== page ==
At the core of this practice of bringing people in well is the concept of role. Note the use of the word “role” here, rather than “job.” This is intentional. The focus on role has myriad benefits for both the host and the guest.
First, people work at a job, but they play a role. What’s the difference?
Fifty years ago, work meant a relationship between companies and their employees, which were often paternalistic, mutually committed, and lifelong. The result of the relationship was a job – which was a kind of resting place, providing both financial security and identity, and bestowed by someone in power.
Today we see work differently. The boundary between work and life is ever more porous with home offices, telecommuting, and 24/7 access. This fluidity means people can do more than one job, can start their own business from home, can work from an ocean away – which is changing what “workplace” and “job” mean. Rather than a resting place for life, people are looking for the places where they can express themselves and grow as human beings, while contributing to something greater. And this means they choose their work environment as much as the employer chooses them.
People are inspired by a role they are well-suited for, much more than by a To Do list. So, ideally, we want to bring people in who can be very good at their role and all that it involves, rather than simply able to accomplish a set of tasks. Unfortunately, too many employers still use job descriptions that are really just a list of duties. People working to a task list constantly need to be given new tasks, which takes time for the supervisor and also diverts that individual from her/his own role. This is both inefficient and tedious.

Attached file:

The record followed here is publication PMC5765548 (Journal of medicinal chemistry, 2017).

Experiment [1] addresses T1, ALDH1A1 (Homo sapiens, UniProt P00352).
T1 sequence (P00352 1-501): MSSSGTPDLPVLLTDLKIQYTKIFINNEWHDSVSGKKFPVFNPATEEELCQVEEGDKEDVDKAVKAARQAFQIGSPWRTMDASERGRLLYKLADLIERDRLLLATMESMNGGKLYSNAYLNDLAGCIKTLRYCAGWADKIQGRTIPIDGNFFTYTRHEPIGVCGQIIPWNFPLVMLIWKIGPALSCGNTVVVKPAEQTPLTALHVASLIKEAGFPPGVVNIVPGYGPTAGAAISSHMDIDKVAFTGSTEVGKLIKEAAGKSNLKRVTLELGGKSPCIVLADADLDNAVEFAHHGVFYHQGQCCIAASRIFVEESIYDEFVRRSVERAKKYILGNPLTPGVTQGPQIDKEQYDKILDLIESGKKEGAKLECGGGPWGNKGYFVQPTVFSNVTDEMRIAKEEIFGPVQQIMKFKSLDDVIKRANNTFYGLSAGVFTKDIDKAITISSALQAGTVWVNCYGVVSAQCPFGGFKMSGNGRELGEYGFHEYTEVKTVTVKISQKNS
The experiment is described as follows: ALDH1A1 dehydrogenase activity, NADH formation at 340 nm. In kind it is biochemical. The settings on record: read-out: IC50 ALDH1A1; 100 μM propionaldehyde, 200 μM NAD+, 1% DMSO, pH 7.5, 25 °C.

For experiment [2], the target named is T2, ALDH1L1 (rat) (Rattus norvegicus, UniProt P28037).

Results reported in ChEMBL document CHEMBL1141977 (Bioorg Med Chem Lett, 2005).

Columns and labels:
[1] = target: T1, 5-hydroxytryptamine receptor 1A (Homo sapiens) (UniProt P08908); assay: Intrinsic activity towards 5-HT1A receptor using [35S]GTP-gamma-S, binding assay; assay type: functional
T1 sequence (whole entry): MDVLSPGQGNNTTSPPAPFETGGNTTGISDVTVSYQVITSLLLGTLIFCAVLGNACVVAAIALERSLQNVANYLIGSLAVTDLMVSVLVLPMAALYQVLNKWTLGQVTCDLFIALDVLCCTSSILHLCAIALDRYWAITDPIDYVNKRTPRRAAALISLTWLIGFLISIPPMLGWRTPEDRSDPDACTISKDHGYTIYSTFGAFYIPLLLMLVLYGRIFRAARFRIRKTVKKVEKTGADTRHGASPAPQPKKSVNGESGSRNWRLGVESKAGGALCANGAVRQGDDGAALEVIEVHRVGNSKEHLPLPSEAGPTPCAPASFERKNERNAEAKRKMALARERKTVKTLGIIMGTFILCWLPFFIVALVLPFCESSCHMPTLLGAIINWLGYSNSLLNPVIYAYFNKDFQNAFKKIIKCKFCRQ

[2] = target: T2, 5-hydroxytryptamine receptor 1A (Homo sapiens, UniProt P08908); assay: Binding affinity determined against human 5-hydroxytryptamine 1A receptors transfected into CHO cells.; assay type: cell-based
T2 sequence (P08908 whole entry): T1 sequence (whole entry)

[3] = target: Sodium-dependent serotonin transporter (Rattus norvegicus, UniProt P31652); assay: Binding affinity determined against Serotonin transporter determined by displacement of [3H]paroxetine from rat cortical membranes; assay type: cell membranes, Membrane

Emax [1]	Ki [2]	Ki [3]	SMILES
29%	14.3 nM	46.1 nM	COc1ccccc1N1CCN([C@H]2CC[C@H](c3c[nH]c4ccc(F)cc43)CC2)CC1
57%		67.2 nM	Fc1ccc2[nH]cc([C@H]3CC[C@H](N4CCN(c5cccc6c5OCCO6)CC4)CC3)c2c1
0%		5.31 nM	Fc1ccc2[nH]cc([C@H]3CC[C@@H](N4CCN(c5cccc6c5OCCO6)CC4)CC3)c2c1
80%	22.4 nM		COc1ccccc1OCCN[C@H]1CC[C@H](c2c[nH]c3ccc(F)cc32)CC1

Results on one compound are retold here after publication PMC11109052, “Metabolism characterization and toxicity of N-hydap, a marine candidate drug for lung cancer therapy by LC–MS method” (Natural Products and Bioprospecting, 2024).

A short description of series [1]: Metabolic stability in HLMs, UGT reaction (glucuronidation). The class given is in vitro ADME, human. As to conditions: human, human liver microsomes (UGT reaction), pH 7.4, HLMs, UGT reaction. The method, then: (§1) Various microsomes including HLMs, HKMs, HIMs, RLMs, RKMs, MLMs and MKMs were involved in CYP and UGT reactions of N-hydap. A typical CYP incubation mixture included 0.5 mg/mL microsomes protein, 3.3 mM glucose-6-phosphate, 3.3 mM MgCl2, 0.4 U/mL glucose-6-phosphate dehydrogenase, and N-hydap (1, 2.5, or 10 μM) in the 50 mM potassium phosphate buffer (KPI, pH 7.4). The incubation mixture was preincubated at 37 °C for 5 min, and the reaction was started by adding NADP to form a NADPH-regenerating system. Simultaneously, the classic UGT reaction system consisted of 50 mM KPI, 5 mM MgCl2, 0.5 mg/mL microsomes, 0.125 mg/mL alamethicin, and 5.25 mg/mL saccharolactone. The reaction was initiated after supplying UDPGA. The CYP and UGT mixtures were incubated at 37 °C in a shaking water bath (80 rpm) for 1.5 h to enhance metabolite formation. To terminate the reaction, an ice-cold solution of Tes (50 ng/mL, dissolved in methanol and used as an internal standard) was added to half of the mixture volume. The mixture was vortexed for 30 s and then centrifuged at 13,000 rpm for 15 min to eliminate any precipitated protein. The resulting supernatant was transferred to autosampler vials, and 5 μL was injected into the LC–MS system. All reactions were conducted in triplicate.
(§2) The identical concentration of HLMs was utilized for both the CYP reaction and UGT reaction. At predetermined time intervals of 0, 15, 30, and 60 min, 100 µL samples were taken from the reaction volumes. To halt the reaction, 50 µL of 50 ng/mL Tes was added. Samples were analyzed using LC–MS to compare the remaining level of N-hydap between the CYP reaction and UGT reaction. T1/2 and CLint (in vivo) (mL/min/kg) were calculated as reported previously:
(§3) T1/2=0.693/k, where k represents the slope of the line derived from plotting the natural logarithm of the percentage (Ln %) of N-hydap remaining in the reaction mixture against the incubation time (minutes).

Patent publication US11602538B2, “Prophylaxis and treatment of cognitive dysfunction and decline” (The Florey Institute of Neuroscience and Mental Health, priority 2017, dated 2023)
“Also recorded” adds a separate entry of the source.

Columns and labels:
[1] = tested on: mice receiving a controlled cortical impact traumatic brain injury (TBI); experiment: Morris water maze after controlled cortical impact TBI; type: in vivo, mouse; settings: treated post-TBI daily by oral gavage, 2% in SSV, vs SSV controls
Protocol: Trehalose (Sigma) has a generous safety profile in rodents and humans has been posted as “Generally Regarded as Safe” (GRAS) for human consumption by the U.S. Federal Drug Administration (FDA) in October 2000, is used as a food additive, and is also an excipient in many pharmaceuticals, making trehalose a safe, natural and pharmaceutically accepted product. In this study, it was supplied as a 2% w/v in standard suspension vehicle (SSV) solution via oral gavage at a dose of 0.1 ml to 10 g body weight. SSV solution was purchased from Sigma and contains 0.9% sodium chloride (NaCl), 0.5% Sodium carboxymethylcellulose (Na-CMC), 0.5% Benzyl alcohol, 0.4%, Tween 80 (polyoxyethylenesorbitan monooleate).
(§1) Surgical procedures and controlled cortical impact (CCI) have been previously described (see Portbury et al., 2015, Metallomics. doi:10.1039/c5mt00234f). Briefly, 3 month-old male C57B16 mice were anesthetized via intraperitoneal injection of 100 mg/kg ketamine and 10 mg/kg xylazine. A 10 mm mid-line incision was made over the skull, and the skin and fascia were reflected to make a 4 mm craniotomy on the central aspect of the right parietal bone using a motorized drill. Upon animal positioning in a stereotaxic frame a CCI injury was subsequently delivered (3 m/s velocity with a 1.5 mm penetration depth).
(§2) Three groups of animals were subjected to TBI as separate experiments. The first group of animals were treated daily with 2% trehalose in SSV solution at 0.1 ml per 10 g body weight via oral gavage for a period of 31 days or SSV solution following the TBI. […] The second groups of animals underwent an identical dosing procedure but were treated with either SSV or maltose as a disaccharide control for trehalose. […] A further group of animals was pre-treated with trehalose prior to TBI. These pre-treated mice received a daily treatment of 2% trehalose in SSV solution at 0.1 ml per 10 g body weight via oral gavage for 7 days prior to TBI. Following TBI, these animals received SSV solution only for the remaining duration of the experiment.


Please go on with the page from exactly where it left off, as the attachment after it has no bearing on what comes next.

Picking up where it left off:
The urge to bring someone new in does often stem from the realization that we don’t currently have someone to do something. There’s a sense of urgency about it, which is good since that shows its importance. But like most perceived problems, the reaction is to hurry up and fix it.
Rushing into a search without the foundation of what the role is, a clear description of the contribution it will make and how it will fit into the team or department or organization as a whole will likely result in an unsuccessful search, or worse, a bad hire.
Describing the role, rather than the list of stuff that isn’t getting done, is a powerful way to counteract the bad hire. As an example, one duty on a job description might read, “Schedule team meetings.” A more effective approach sees past each discrete task to the purpose behind it: “This role’s purpose is to cultivate collaboration and a sense of community as a routine part of how our team operates.” Not only does the purpose enliven how the person will schedule the meetings, but it also enables the team to discover the character—not just qualifications—of the person who will fill the role well.
The best organizations manage to role routinely as a way to empower people not only to get tasks done, but to activate themselves within their role, thereby encouraging new ways to play them that increase efficiency and results. An emphasis on role actually fosters creativity and innovation, which are premium qualities in these changing times.
And that brings up another core benefit of role: it signals impermanence – no one plays the same role forever. Why is this important?
Change. People, situations, the world. Within this changing context, it’s helpful to begin from the idea that all roles are evolving, as are the people playing them. In this way, the old employer as King and employee as vassal is replaced by a partnership, the goal of which is the evolving contribution of the worker resulting from his/her own development. The focus on role helps us all embrace the fluidity of our work lives, even to the extent that the guest can become host, and vice versa. This is the new paradigm – that reminds us to emphasize the human part of HR, with hospitality and caring as its core.